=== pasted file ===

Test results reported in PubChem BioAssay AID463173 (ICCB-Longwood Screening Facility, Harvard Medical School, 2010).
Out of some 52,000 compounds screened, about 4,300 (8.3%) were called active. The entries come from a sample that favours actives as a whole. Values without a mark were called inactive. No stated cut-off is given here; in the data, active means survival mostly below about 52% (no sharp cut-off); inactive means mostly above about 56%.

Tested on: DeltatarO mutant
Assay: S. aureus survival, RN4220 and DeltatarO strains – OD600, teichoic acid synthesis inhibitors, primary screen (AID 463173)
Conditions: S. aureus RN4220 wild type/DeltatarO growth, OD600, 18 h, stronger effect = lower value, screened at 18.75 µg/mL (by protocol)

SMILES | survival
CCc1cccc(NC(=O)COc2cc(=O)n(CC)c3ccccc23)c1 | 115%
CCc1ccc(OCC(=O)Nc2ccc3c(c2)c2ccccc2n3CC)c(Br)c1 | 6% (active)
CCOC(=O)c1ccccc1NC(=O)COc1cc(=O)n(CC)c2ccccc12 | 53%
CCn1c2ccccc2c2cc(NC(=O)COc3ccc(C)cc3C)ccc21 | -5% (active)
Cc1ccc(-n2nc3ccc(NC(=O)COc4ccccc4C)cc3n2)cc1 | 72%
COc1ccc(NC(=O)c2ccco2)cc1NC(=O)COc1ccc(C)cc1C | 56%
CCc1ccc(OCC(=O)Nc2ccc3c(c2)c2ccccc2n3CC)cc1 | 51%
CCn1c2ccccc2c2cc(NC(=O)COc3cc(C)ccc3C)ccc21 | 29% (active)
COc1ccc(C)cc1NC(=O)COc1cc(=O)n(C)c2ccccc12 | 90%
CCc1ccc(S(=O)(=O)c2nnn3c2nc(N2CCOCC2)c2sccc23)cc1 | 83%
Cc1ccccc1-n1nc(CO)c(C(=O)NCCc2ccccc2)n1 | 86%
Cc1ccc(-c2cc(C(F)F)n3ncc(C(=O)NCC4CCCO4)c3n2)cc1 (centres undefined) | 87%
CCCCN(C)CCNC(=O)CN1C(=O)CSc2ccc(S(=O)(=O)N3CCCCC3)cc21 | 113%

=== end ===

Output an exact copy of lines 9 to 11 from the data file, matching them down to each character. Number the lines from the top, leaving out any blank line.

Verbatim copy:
CCOC(=O)c1ccccc1NC(=O)COc1cc(=O)n(CC)c2ccccc12 | 53%
CCn1c2ccccc2c2cc(NC(=O)COc3ccc(C)cc3C)ccc21 | -5% (active)
Cc1ccc(-n2nc3ccc(NC(=O)COc4ccccc4C)cc3n2)cc1 | 72%